PAWTUCKET — A local landscaping company has filed a lawsuit against the city of Pawtucket alleging that city officials failed to put numerous landscaping contracts out for public bid.
D.M. Bruzzi Landscape Co. Inc. filed a complaint in Superior Court on Dec. 28 naming the city as a defendant, along with city Parks Superintendent William Mulholland, Finance Director Ronald Wunschel, and Purchasing Director Joseph Roque.
The complaint alleges that over a course of years, the defendants failed to submit for public bidding city landscaping contracts greater than $5,000 each, including, but not limited to, contracts related to 46 purchase orders.
The complaint also alleges that the defendants' failure to competitively and publicly bid these city contracts “deprived the plaintiff of multiple business opportunities” and that the plaintiff “suffered damages as a result of the defendants' conduct.”
The attorney for D.M. Bruzzi Landscape Co. is Mark McBurney, who has in recent months accused the city of several other violations involving the awarding of municipal contracts as well as violations to the Access to Public Records Act. Most of the complaints stem from a separate lawsuit that has been filed by a group of parents and the ACLU against the city alleging that parochial schools get preferential treatment over public schools in the use of municipal-owned playing fields.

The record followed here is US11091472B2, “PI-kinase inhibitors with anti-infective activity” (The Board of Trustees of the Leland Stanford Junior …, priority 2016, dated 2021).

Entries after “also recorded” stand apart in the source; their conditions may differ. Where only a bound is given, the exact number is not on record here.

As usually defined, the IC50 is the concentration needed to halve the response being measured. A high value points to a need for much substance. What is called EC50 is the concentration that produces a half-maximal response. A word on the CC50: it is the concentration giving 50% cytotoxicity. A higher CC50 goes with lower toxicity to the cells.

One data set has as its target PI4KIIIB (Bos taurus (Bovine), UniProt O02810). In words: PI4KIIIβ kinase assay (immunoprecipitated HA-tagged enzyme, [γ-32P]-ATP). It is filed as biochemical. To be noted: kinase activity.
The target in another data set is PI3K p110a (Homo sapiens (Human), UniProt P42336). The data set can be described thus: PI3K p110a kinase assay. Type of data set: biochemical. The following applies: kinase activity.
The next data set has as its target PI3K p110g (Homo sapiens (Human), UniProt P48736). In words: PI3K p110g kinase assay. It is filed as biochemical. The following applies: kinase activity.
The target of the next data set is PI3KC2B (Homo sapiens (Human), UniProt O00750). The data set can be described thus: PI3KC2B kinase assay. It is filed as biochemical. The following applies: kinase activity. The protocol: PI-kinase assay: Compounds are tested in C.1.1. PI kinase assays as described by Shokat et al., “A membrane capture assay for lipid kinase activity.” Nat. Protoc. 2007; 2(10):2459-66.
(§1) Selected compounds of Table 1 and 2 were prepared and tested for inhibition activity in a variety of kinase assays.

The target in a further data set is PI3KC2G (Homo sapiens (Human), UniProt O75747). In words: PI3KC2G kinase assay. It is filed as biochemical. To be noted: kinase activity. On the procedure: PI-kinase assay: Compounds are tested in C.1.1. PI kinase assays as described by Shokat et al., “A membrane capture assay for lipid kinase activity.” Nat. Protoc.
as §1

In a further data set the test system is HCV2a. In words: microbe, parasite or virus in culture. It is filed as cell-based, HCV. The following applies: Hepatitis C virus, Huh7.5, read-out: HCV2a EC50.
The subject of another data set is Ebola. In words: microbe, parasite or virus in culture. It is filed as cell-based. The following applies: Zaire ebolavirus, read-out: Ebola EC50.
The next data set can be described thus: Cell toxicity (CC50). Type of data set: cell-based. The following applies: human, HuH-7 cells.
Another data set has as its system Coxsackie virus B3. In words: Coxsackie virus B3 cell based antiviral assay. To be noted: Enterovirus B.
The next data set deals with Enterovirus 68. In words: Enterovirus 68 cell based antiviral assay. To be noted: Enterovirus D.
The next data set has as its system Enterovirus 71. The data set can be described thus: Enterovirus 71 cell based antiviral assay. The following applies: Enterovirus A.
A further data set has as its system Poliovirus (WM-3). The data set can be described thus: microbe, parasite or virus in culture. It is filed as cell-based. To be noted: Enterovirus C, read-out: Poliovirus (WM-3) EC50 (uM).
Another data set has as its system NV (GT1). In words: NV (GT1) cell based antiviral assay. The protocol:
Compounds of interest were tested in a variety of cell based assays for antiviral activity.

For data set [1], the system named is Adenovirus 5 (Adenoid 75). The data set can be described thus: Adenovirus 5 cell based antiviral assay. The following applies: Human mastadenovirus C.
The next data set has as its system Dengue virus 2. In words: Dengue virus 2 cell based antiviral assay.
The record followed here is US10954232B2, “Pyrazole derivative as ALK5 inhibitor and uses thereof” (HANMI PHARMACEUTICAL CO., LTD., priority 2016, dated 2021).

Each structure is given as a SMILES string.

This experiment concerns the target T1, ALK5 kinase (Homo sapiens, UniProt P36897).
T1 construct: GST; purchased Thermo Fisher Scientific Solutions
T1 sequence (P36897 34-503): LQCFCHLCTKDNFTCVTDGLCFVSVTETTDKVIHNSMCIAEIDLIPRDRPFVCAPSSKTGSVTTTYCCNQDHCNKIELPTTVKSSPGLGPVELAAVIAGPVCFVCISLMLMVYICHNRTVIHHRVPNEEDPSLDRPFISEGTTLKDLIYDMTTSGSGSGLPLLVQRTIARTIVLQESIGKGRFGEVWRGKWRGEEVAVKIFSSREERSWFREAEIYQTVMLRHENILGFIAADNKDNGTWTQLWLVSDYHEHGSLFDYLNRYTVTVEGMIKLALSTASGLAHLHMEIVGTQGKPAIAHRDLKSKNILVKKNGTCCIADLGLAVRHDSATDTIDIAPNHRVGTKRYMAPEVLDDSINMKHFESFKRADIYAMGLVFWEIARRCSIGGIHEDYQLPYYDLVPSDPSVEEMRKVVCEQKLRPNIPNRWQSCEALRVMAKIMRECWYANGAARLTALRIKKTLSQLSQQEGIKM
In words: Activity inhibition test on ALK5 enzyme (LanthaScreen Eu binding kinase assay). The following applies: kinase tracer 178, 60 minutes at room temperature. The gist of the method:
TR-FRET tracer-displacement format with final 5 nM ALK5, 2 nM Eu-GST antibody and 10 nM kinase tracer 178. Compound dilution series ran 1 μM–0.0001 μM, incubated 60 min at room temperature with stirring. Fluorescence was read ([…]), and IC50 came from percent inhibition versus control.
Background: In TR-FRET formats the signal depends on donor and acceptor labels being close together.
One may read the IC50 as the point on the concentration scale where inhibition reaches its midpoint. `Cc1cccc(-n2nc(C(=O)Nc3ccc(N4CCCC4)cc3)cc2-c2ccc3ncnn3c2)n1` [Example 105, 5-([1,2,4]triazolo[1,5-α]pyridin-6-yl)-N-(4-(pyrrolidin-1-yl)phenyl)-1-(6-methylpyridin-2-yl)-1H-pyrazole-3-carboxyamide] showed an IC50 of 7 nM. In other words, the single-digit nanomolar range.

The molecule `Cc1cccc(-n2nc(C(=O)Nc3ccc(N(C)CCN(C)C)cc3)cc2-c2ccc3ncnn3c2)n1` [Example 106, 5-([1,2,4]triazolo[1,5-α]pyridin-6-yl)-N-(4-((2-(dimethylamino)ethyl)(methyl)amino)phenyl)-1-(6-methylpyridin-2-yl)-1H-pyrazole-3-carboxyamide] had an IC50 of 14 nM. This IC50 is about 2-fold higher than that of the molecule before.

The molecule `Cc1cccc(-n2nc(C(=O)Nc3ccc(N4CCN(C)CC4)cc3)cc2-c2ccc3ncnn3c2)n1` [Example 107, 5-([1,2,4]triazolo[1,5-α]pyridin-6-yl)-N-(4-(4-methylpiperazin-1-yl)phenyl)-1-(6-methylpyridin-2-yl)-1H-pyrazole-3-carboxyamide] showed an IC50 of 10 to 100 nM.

The attorney general's office ruled twice that the city violated the Access to Public Records Act (APRA) in complaints to the ongoing playing fields dispute, and also agreed to pursue a third such complaint. The attorney general's office, however, declined to pursue McBurney's request for an investigation into 46 purchase orders totaling almost $500,000 to see if there are violations of state purchasing laws.
Additionally, on Dec. 29, McBurney filed a joint complaint with college student Gabriella Calise in Superior Court against the city on another Access to Public Records Act complaint. In this case, McBurney said that the city had denied Calise's request for a copy of the city's rules and regulations regarding the use of city parks and athletic fields that was last in effect before Jan. 1, 2010.
The city had cited the fact that it had not yet adopted the written “Supplemental Rules and Regulations” regarding the use of city fields before January 1, 2010 as the grounds for denying the request. However, McBurney argued that it wasn't the “Supplemental Rules and Regulations” that Calise had asked for, and that the defendant's response failed to adequately address her request.